Day-versaries

1,000 days since the Giants top the Phillies 3-2 in Game Six of the 2010 NLCS in a tight, tense games. The Giants bullpen takes over in the second inning and gets the job done.

2,000 days since veteran catcher Mike Lieberthal announces his retirement.

3,000 days since Boston signs free agent John Olerud.

3,000 days since The Cardinals stage a huge comeback to beat the Reds, 10-9. They score seven runs in the top of the ninth, with the big blats being a three-run homer by Jim Edmonds and a two-run dinger by John Mabry.

4,000 days since Robb Nen records his 300th save.

4,000 days since Travis Hafner makes his big league debut.

5,000 days since the Philies trade Adam Eaton and two others to San Diego for Andy Ashby.

7,000 days since Robin Ventura plays shortstop for the only time in his career. He spends seven innings there.

8,000 days since Mariners pitcher Rob Murphy appears in his 121st game without getting a win, breaking the old record held by Tom Henke.

15,000 days since Bernice Gera umpires her first game in the New York-Pennsylvania League. After one game of a doubleheader, she resigns in tears. She ejects a player in the game, but says the main problem was the attitude by the other umpires.

15,000 days since Dick Allen plays his last game at third base.

20,000 days since Indians owner William Daley announces the team will stay in Cleveland instead of moving to Minneapolis or Houston (which they had been threatening to do).

Anniversaries

1873 Harry Davis, first baseman and at one point the all-time AL career home run leader, is born.

1883 Hall of Famer Dan Brouthers gets six hits in one game.

1888 Cap Anson refuses to play an exhibition game against International League team Newark because it has some black players, George Stovey and Fleet Walker. Stovey feigns illness and the club benches Walker so the game goes on.

1891 Earl Hamilton, pitcher who will go 115-147 in his career, is born.

1896 Bob Meusel, outfielder on the 1927 Yankees, is born.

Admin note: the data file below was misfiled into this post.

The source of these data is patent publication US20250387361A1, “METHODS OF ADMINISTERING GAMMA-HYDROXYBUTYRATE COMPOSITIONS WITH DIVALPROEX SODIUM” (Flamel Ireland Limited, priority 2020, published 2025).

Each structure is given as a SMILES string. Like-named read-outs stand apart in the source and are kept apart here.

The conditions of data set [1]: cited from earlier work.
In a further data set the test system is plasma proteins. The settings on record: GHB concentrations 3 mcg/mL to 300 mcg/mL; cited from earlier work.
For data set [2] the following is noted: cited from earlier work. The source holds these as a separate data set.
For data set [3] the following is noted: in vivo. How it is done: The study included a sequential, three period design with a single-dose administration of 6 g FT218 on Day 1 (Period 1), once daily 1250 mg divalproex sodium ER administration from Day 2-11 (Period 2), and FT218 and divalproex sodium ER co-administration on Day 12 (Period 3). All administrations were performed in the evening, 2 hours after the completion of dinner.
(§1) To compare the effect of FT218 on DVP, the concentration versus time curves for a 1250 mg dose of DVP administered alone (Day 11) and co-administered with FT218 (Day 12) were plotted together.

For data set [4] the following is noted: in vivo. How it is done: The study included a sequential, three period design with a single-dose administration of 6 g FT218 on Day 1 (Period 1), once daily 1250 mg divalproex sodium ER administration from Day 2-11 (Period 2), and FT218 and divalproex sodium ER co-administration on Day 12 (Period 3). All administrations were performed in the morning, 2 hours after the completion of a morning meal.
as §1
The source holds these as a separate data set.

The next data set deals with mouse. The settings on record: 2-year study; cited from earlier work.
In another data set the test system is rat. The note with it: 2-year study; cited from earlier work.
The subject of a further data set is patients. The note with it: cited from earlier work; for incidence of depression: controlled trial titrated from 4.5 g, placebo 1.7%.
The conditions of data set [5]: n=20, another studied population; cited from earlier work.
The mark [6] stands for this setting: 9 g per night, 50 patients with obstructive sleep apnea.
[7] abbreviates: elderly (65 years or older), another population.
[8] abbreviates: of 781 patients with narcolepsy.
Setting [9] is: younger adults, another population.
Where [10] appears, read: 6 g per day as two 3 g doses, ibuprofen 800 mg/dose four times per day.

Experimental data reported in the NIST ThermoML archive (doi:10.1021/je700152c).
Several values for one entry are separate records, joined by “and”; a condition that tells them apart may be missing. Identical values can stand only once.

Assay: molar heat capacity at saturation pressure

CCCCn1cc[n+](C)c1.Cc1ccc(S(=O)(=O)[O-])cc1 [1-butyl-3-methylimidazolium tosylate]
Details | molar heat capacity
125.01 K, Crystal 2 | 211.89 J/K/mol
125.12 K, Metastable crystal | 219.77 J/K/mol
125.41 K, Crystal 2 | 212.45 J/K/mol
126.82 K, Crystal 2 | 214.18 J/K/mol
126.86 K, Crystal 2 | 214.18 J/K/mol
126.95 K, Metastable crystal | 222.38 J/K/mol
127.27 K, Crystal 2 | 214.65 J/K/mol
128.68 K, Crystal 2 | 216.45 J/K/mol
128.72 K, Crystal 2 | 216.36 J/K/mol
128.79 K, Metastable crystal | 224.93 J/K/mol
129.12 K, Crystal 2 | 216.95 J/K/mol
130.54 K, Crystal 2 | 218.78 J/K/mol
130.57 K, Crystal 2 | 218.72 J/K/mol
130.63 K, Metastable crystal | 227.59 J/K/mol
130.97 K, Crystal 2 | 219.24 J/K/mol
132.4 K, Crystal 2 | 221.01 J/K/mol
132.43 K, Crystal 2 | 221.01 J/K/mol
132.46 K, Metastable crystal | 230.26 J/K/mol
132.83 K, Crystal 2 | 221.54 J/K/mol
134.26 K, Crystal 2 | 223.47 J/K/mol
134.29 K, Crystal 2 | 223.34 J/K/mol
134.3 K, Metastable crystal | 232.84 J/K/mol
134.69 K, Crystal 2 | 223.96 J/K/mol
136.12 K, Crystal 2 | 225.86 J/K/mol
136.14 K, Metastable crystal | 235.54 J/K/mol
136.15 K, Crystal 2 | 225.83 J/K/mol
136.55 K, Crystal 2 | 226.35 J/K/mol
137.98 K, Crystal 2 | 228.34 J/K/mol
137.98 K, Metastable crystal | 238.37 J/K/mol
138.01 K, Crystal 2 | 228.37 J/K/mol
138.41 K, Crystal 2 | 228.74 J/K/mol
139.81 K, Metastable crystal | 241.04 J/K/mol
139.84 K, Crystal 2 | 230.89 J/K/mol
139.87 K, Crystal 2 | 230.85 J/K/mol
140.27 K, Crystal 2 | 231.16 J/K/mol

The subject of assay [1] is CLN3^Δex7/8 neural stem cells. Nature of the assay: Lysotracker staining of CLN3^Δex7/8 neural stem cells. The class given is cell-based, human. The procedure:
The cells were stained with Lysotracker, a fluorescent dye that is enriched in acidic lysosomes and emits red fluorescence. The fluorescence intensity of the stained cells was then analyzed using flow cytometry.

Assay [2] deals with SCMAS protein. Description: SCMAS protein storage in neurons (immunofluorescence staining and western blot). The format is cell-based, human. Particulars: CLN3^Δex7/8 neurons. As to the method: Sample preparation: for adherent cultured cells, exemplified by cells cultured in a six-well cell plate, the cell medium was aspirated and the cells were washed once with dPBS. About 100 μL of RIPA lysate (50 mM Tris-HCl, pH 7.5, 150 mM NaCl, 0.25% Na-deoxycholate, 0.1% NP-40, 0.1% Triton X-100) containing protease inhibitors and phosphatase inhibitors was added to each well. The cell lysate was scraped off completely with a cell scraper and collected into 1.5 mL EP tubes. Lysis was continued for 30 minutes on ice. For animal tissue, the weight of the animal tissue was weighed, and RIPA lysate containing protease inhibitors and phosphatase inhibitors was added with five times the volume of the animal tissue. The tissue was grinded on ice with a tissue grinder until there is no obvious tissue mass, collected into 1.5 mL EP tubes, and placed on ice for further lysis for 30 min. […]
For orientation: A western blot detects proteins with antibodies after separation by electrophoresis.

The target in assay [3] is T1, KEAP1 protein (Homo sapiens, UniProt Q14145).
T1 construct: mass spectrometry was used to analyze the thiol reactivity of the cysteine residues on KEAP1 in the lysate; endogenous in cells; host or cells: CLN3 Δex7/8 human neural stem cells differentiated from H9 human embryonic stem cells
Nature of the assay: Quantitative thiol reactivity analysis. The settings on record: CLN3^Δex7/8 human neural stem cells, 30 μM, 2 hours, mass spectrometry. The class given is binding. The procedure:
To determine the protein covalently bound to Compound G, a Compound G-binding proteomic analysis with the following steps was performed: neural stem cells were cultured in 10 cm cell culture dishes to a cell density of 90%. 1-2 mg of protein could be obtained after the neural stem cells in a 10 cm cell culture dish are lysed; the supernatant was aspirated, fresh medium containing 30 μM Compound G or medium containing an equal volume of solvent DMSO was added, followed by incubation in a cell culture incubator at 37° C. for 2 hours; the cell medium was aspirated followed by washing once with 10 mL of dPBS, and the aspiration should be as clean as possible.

1897 Big league debut for Hall of Fame shortstop Honus Wagner.

1898 St. Louis purchases Tommy Tucker from Brooklyn. Though nearly the end of the line, in his prime Tucker had been the game’s first great switch hitter.

1899 Mike Donlin, star on the Giants, makes his big league debut.

1902 The Giants play their first game under John McGraw, and lose.

1904 Mark Koenig, also a 1927 Yankee, is born.

1907 Mordecai Brown hits his only career over-the-fence home run. It’s all fellow Hall of Famer Iron Man Joe McGinnity.

1909 Neal Ball, Cleveland Indians shortstop, pulls off the rare unassisted triple play.

1910 Cy Young invents the 500 win club. He’s still the only member, and the only one even remotely close to it.

1910 The Boston Braves purchase Lefty Tyler from Lowell in the New England League. He’ll be a key pitcher for the world champion 1914 Miracle Braves.

1911 The St. Louis Cardinals get incredibly lucky off the field. Their manager complains about the train they’re riding, causing the team to leave it. Afterwards, the now Cardinal-free train gets in a wreck, killing 18. The section St. Louis players had been on is damaged beyond all recognition.

1914 The Miracle Braves climb out of last place with a 3-2 win over the Reds. They’ll win the world title this year.

1916 Phil Cavarretta, longtime Cub first baseman, is born.

1918 Secretary of War Newton Baker rules that major league baseball is not an essential occupation when Washington catcher Eddie Ainsmith tries to use his job for a draft deferment.

1919 Tris Speaker debuts as Indians manager.

1924 George Burns, Cleveland player, gets six hits in a game.

1924 St. Louis Cardinal pitcher Herman Bell wins both ends of a doubleheader, 6-1 and 2-1 over the Braves. He allows no hits until the eighth in the first game, and none until the fifth in the second one.

1925 Former star Red Sox pitcher Dutch Leonard appears in his last game.